Figuring out which apps work best in your particular classroom is not easy. There’s a painstaking process of trial and error that teachers must go through (usually during the summer break or professional development sessions). If you’ve ever contemplated education technology integration or undergone the process, here’s how it typically works:
How to pick the best education apps for your classroom: the first steps
- You begin by identifying a need for a particular genre of app. Classroom management, for example. Awesome! Now what?
- You need to do some research via blogs, web searches, and polling colleagues about which app you should try out with your students.
- You narrow down your list of classroom management apps to about 10 or so. You start playing around with each of them and quickly delete at least half of them.
- You delete any paid apps as that’s just not going to happen on a teacher’s salary in a cash-strapped school.
- You have about 2 apps that would work but are unsure which one will be best. Time to just pick one and give it a shot, right? No! You should be polling your colleagues in school and online. Be sure to pose a question like ‘which classroom management app should I use?’ on the new Learn Egg (a question-and-answer site for education only) or on Twitter. You’ll get some useful information that might actually help you make your decision.
Okay, so that was an awful experience. It took forever and now you’re left with a few opinions, app options, and unsure how to proceed. That means you’re ready for the final steps!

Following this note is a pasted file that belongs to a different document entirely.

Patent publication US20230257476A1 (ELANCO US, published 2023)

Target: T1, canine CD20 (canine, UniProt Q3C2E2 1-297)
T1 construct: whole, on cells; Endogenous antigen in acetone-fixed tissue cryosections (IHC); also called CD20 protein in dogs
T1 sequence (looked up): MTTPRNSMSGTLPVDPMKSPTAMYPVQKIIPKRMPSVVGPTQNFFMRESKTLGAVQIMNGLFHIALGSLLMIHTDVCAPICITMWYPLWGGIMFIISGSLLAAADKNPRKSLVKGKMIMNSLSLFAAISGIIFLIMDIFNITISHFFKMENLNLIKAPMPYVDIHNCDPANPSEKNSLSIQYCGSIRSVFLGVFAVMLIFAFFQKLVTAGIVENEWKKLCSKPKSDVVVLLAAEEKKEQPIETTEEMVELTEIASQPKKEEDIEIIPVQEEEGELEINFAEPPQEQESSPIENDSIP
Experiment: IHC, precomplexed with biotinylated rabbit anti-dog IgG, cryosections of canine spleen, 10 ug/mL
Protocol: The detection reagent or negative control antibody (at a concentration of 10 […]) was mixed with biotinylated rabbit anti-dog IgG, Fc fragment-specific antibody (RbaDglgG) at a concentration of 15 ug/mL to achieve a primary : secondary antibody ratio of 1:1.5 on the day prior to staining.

The final steps of choosing the right app(s)
- Use the narrowed-down app options on your own and with a small test group of people. These can be friends, family, colleagues, or even a small sample of students. Use each app for at least 2 weeks before making a decision.
- Which app performed the best over the 2 week trial period? Do some in-depth web research, ask around on Learn Egg, Twitter, Facebook, and look up that app as much as possible. Figure out EVERYTHING you will need to know about it. How do you manage privacy settings, adjust brightness of your device, share screenshots, explain the app to parents, etc.? Be the smartest person in the classroom.
- Okay, you’re now the most informed and most knowledgeable user of this app for miles around. Time to integrate! Worst case scenario: it doesn’t help but at least you properly prepared so there were no major privacy or cyber-bullying issues. Best case scenario: it enhances learning and takes your classroom to a whole new level of learning!
There’s a lot at stake, so take your time and do your homework. Follow the above steps and you should be on your way to choosing a truly awesome app for your classroom or school district.
It’s a time-consuming and difficult process. Many teachers don’t even venture past step #1 because of all the headaches that come with trying to figure out how to integrate education technology, manage expectations, figure out what works with your particular students, talk to administrators, parents, trial and error, etc. Woof. That’s a lot of other stuff to worry about.
It’s no surprise many classrooms don’t take the chance on using apps on classroom devices (iPads, Chromebooks, smartphones, etc.) because of all the red tape.
A pair of useful resources to help you out
In an effort to help you navigate this decision-making process a bit better, we’ve whipped up a pair of handy resources.
The first is a visual guide to the typical process most teachers and school leaders go through when trying to figure out which app works best for the classroom. The guide is by no means exhaustive and is really meant to help you know (ahead of time) what to expect when you try to integrate education technology.
The second resource is a list I made a few years ago. It’s a crowdsourced guide to the most popular education apps for iOS. There’s also an Android list here if you’re interested. The apps below are in no particular order and anyone can add to the list. That’s why there’s more than 300 apps on the list. It’s crazy long and only useful as a jumping-off point for identifying the best apps for your classroom. So, take it with a big ol’ grain of salt.